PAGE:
Zoomin* With Real Estate (*not actually on Zoom)

Photo by Jake Michaels

On March 26th, indie rock group Real Estate put out their new EP, Half a Human, just over a year since their last album. However, those who kept tabs on the band’s pursuits were able to get a sneak preview of the new tracks on Wednesday, March 24th at 7pm ET. The event, Zoomin With Real Estate, was streamed for free on YouTube, Facebook, and Twitch — though the musicians were accepting donations via their “tip jar” in the bottom right corner of the screen.

Besides the fact that the event anticipated the new release, it was hard to tell what was actually going to take place. In many ways, the concert might have been the most authentic live experience since the beginning of the pandemic. It began with some of the band members talking over each other, while the others noodled on their instruments in the background. The group took questions from viewers, such as “What part of a song do you usually write first?” (“The chords”), “Do you like Steely Dan?” (“Yes”), and “How are you guys so chill?” (“It’s because we’re from New Jersey”).

A couple of the band members then went on to perform songs for the audience. Bassist Alex Bleeker played his own rendition of the EP’s “D+,” which could have come straight out of the 1960s. Comments such as “sounds like Crosby, Stills, Nash, and Young,” and “Neil Estate” came pouring in from viewers as Bleeker jammed out. Lead singer and guitarist Martin Courtney also performed some of Real Estate’s hits, although one verse into The Bend he had to stop because he couldn’t remember the lyrics. You could be a critic about this, but in all honesty it only showed the true nature of the pandemic and the lack of live music that has come out of it. In other words, it made the experience feel more genuine and relatable than a formal performance.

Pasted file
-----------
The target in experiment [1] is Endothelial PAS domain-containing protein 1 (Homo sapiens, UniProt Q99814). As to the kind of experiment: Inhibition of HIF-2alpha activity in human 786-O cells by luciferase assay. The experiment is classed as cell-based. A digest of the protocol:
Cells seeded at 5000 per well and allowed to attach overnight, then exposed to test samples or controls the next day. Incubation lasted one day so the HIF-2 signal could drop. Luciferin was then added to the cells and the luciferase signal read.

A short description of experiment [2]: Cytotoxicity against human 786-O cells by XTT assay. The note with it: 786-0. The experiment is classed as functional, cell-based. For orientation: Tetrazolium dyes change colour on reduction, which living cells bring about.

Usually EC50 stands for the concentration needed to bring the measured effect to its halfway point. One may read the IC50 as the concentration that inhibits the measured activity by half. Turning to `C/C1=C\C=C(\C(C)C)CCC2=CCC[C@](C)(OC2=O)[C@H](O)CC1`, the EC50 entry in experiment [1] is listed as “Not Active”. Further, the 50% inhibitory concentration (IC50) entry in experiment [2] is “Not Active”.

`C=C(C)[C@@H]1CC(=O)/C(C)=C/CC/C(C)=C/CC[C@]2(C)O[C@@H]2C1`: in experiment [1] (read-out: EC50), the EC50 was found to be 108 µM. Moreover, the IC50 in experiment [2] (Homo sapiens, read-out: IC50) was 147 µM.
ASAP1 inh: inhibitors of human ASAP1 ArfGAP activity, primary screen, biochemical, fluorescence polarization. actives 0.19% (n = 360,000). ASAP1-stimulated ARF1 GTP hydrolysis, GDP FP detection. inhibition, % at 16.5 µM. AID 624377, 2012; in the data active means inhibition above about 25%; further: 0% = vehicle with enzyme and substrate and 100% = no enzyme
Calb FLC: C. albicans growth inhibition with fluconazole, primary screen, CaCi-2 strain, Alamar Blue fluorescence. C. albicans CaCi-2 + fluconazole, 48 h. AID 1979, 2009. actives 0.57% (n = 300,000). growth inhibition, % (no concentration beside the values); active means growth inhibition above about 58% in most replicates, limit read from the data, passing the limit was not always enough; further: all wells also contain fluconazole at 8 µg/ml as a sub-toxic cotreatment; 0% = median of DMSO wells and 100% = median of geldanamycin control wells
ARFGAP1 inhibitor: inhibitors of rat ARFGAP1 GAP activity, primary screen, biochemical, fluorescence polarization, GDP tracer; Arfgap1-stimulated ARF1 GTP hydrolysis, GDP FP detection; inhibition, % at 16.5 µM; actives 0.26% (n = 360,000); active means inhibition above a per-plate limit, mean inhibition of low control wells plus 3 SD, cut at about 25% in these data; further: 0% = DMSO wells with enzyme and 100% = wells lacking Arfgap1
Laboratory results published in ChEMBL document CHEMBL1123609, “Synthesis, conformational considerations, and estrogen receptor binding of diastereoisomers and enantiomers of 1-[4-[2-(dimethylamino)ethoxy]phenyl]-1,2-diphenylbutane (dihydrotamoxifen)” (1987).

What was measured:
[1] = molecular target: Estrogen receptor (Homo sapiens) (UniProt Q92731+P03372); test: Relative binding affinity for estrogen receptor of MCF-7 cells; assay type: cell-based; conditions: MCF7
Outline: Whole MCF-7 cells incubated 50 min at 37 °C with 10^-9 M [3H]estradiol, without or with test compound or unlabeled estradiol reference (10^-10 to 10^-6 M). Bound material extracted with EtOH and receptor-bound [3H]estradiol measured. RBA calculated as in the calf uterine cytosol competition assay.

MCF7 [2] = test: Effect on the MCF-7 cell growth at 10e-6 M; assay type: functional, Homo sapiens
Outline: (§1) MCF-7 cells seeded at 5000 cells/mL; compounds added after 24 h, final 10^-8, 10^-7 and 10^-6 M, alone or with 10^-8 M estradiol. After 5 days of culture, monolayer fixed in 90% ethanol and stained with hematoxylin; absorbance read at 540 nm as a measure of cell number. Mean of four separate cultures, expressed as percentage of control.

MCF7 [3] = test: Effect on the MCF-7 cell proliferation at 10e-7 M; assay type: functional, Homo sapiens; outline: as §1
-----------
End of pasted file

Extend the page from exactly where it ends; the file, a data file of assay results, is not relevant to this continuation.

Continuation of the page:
Photo by Jake Michaels

To wrap things up, the band gave the audience a full listen to the new EP, via screen share capabilities. The instrumental opener, “Desire Path” immediately transported you to summertime, with arpeggiating bass lines much like you would hear listening to The Beatles. “Half a Human” and “Soon” were in line with the group’s usual tastes while simultaneously experimenting with guitar solos. “D+” was a complete 360 from the rest of the album, but gave listeners the opportunity to hear a different side of the band. “In the Garden” and “Ribbon” featured wonderful bass lines and effectively evoked images of beach sunsets and wide open fields in the countryside.

Perhaps it wasn’t the concert experience we wanted, but the concert experience we needed. While we yearn for the return of in-person performances, it’s important to highlight the ways this stream was actually better than an in-person concert. The Q&A session at the beginning was something that would almost never happen in-person because of the typical pre-concert frenzy. The online format allowed many people to attend and also gave viewers the opportunity to support the group with donations. And the lack of a stage made you feel like you got to know the band on a more intimate level. At the end of the day, we were all just people staring into a computer screen for the 13th consecutive month.

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